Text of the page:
Spencer Library Guest Book
Many visitors to Spencer Research Library walk straight into the Marilyn Stokstad Reading room, a classroom, or the exhibit space, bypassing the elegant furnishings of the Spencer Lounge and missing completely the large and imposing ledger nestled in an 18th century secretary desk on the north wall. This book has served as the library’s guest book since the opening of the building in 1968.
Spencer Library guest book, located in the Spencer Lounge. Click image to enlarge.
Researchers who come to use the collections at the Spencer Library now use our Aeon system to register and make requests, and before that, a number of different paper forms recorded names, addresses, and call numbers. So the guest book was never an official document required for using the collection, but instead a ceremonial record of visitors.
The first page, with beautiful calligraphy attributed to librarian Jim Helyar, marked the building’s opening on November 15th, 1968. Entries continue through 1974, when it was set aside from daily use. After a few blank pages, names, messages, and the occasional doodle resume, coinciding with its “rediscovery” and reinstatement in 2002.
Guest book calligraphy on the first page. Click image to enlarge.
The first entries were clearly in pen, probably the same pen used throughout the opening celebration. At least since 2009, and probably earlier, an iconic green “Spencer pencil” has sat aside it, although many guests do sign in (presumably their own) pen. We are in the process of ordering some pigment based pens to place conveniently at hand so that the inscriptions will endure as part of the history of the building.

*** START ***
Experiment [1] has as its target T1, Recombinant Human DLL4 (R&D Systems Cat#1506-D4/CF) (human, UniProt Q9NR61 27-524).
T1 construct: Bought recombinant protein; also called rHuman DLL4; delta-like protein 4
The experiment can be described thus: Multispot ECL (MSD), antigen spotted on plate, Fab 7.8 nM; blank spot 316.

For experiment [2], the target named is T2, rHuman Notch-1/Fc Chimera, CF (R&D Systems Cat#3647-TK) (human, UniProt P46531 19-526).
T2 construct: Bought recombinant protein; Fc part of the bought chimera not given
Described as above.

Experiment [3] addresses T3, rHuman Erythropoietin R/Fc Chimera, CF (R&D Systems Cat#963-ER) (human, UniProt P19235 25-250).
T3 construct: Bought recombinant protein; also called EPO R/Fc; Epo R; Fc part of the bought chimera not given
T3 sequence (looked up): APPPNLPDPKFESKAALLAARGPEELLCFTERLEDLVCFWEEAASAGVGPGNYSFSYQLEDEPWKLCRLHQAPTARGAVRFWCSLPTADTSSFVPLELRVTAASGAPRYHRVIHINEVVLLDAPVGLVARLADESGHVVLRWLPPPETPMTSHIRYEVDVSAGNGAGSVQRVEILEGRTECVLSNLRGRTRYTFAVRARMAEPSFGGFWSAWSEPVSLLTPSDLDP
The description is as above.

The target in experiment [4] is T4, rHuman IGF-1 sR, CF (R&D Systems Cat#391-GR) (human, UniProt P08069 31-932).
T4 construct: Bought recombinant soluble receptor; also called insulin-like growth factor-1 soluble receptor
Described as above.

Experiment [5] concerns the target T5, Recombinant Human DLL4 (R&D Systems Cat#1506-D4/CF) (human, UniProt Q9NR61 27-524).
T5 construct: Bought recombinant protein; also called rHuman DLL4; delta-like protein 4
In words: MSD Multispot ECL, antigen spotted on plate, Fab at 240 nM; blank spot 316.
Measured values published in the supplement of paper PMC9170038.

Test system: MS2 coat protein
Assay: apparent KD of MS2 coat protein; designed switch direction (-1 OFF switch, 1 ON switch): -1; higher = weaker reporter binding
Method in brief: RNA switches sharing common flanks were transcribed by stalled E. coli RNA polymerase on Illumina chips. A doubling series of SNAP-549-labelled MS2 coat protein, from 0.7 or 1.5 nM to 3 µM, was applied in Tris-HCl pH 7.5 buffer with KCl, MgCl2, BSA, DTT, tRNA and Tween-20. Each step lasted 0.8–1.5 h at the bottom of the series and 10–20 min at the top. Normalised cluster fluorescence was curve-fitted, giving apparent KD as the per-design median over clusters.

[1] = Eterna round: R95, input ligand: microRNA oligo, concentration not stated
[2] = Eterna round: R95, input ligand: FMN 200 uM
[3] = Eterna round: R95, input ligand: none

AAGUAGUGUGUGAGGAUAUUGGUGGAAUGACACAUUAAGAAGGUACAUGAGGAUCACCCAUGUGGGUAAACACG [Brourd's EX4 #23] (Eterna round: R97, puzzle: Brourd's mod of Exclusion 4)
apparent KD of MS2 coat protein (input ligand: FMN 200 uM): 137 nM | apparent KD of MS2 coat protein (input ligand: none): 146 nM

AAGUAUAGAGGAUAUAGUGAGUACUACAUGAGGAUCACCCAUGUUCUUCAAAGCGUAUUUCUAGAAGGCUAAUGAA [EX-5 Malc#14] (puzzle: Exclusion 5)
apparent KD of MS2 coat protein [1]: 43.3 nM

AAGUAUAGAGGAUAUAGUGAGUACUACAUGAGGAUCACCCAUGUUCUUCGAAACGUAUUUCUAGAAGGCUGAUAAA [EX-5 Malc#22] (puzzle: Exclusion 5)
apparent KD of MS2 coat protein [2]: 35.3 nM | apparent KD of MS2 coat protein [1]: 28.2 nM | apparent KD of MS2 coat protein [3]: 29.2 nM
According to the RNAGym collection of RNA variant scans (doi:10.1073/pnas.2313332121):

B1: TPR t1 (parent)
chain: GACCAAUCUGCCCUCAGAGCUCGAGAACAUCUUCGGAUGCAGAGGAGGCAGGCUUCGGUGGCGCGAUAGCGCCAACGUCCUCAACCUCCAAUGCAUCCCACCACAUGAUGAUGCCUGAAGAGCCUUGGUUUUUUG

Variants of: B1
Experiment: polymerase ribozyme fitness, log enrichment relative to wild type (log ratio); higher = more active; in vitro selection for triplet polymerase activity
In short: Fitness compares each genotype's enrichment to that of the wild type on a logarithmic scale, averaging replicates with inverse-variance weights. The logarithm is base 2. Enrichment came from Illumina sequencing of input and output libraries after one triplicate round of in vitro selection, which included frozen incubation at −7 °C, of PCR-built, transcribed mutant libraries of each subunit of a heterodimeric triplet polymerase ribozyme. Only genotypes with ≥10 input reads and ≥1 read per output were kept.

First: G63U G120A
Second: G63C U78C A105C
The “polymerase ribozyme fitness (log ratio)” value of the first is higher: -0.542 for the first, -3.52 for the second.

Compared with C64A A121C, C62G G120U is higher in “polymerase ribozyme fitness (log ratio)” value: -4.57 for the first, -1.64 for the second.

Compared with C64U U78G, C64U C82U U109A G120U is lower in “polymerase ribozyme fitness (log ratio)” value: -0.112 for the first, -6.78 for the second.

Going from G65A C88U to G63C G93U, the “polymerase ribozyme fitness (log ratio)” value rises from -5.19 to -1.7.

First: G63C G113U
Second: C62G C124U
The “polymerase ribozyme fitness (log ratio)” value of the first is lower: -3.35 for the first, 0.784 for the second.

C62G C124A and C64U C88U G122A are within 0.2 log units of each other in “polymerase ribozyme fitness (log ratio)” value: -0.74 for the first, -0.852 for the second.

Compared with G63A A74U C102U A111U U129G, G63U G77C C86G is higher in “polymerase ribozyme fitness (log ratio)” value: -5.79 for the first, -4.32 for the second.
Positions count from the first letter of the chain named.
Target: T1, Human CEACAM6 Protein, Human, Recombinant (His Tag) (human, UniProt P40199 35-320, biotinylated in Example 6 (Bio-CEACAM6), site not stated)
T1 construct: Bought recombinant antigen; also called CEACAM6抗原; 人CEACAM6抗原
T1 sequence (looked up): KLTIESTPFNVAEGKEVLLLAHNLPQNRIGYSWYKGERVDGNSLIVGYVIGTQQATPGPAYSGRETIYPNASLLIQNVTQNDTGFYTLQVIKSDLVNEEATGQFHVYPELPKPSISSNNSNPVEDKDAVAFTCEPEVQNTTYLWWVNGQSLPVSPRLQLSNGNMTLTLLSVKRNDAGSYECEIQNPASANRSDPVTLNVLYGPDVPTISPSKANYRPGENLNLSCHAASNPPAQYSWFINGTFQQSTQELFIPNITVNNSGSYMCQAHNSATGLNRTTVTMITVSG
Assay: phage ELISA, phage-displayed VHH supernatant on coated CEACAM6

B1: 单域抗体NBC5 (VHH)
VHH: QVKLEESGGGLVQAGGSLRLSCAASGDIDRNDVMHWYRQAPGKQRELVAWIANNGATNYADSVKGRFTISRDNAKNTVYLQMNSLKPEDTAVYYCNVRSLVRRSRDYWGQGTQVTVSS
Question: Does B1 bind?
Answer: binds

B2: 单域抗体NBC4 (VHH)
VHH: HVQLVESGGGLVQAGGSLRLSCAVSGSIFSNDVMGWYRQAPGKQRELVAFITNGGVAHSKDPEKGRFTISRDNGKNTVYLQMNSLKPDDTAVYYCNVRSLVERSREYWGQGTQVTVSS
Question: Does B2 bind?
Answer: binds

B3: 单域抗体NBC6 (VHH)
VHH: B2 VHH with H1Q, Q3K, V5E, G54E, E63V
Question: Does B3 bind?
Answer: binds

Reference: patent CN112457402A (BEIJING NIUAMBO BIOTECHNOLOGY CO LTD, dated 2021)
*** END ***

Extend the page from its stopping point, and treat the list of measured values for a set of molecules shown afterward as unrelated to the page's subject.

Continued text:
Examples of guest signatures, including “Jesus Christ” (L) and an enthusiastic video gamer (R).
Click images to enlarge.
Like so many things in this inspiring building, the guest book is humbling. Distinguished visitors, scholars, and schoolchildren have walked through this place and left their mark. The pages are filling up again, and I hope to be able to place another, equally impressive volume, in its place. I began this project thinking I would highlight some of the most interesting entries. I was charmed by the young child from “SUMSET HILL” [sic] and intrigued by non-Roman scripts I could not even identify. I wondered what would motivate a person to draw a big heart around their name in such a formal setting, and I spent a lot of time looking for the name “Don Johnson,” who allegedly signed the book during his days as a student here at KU. In the end, although I could not pick a favorite, I spent much time leafing through the pages and I encourage you to do the same the next time you visit the library.
Beth M. Whittaker
Assistant Dean of Distinctive Collections
Director, Kenneth Spencer Research Library